In the following analysis, the mean of the seasonal cycle is removed (deseasonalized) and the cloud anomalies are compared to TSI, GCR, and MEI variations; all data are utilized at a monthly temporal resolution. The deseasonalization is performed on the cloud data by differencing individual monthly averages from the respective (grouped) monthly average over the entire dataset.

The cloud data used in this work are drawn from the combined measurements of the MODIS instruments on board both the Terra and Aqua platforms. No artificial changes are introduced into the resulting time series as a consequence of this combination, and it is noted that the individual (overlapping) Terra and Aqua cloud fraction time series show a strong correlation (r = 0.87) (Fig. 1). The combination of Terra and Aqua data should provide an additional level of robustness to the results, as averaging across independent MODIS sensors will reduce the possibility of instrumental errors influencing the results. Monthly cloud amount at high-altitude (<440 mb), midaltitude (440–680 mb), and low-altitude (>680 mb) levels are calculated from the MOD08 (daily) level 3, collection 5.1 data (from the “cloud-top pressure mean” and “cloud fraction combined mean” parameters). The distinction between low-, mid-, and high-altitude levels is based on ISCCP definitions. It is noted that collection 5.1 Terra data includes a long-term calibration drift of currently unknown origins; however, this issue does not affect the cloud fraction or cloud-top pressure parameters.

Fig. 1.

Agreement between MODIS Terra and Aqua cloud anomalies. Deseasonalized global MODIS cloud anomalies from both Terra (solid line) and Aqua (dashed line) instruments over the period of 2000–11. Data shows an R of 0.87.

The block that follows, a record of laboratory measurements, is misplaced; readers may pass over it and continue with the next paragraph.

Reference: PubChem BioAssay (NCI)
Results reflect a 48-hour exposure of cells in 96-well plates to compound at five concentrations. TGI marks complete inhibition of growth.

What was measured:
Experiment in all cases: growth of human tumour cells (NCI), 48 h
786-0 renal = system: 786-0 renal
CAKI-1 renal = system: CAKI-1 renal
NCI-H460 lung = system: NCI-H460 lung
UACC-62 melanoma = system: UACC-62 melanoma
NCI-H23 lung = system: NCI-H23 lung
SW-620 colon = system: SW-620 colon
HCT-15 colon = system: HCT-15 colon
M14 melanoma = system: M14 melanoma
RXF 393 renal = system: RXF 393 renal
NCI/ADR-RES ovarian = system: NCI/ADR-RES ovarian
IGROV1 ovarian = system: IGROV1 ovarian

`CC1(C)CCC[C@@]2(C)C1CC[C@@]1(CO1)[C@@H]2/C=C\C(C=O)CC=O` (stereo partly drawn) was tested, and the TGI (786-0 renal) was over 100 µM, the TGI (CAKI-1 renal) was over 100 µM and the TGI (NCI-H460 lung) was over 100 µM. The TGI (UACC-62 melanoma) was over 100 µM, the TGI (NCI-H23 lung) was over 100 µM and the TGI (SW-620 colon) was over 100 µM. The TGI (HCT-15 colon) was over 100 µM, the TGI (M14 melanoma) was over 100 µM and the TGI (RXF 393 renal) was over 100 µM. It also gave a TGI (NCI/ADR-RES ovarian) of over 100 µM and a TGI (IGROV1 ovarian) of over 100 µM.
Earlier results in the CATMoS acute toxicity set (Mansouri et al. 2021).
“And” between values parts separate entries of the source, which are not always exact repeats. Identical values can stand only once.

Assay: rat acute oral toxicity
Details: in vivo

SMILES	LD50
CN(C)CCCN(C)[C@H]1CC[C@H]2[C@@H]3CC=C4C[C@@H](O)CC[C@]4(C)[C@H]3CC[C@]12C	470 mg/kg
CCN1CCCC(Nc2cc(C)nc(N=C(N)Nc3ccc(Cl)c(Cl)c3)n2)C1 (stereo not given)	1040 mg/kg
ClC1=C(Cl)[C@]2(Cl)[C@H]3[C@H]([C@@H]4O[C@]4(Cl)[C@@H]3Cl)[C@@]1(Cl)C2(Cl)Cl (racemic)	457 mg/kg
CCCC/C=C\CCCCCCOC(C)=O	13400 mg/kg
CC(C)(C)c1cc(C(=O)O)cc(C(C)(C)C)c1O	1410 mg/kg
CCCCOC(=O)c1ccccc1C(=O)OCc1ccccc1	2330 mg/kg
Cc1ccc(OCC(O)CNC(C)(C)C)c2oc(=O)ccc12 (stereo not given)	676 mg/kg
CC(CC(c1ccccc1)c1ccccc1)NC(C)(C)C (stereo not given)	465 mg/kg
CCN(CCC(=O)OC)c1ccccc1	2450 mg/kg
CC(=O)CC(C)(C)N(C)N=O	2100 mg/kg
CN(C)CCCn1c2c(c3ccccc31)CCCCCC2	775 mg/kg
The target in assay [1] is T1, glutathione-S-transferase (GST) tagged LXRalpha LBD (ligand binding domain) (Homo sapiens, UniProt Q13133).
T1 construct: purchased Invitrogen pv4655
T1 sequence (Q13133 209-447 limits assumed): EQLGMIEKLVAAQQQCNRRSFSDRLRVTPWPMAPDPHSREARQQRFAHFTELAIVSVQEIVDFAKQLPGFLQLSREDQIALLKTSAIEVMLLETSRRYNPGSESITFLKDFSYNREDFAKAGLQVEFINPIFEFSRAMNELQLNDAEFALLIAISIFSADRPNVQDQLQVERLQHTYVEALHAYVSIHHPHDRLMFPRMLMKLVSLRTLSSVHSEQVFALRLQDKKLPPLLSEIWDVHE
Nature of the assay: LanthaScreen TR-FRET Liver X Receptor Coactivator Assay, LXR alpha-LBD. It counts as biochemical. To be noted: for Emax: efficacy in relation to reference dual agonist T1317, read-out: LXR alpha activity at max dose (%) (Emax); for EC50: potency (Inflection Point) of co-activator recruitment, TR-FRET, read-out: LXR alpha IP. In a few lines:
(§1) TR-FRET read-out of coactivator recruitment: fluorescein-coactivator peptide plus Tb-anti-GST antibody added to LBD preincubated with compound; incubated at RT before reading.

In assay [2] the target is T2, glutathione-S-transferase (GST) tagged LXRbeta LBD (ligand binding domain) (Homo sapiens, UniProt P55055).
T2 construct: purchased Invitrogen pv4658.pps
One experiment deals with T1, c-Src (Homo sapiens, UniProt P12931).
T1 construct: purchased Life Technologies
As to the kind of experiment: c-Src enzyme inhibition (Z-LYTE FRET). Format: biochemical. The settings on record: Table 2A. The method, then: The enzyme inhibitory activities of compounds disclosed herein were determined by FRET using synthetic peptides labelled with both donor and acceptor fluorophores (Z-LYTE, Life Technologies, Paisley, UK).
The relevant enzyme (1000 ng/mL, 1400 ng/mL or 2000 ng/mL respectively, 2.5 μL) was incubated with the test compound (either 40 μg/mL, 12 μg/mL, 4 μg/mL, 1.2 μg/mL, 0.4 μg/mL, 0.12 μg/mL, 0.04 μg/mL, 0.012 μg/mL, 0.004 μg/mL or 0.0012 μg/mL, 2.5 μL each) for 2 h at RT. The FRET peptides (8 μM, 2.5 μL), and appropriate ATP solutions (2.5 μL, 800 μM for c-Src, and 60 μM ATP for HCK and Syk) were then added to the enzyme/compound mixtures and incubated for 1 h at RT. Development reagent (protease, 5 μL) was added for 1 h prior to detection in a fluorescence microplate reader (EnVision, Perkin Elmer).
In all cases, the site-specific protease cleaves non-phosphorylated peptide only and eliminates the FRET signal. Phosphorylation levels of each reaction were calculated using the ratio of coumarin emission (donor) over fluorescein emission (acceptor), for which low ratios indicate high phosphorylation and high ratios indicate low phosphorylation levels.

Fig. 1.

Agreement between MODIS Terra and Aqua cloud anomalies. Deseasonalized global MODIS cloud anomalies from both Terra (solid line) and Aqua (dashed line) instruments over the period of 2000–11. Data shows an R of 0.87.

Evaluations of the degree of association between the datasets are made using correlation coefficients (R). Cloud data are analyzed at both a globally averaged geographical resolution and over a local (1° × 1°) resolution at varying altitude levels. To accurately determine the significance of the R values, Monte Carlo (MC) simulation techniques are employed in the following manner: detrended monthly GCR/TSI data for the entire data period (i.e., the 10-yr trend is removed) are randomized and correlated against ±24-month periods of detrended monthly cloud data 10 000 times; the critical significance thresholds are then determined based on the resulting (normally distributed) R values. An analysis of autocorrelation within the datasets showed deseasonalized MODIS cloud anomalies have only negligible autocorrelation, while the TSI/GCR and MEI datasets showed autocorrelations of around 15 months. As this period is far shorter than the total data period and the MC methodology makes no assumptions regarding independence, autocorrelation will not influence our estimates of statistical significance to a notable degree. For an examination of the significance of cross correlations in the deseasonalized and linearly detrended data, lagged significance thresholds are calculated at globally averaged resolutions. For an analysis of local significance levels, the MC procedure is performed at the individual gridcell level (at zero-month lag).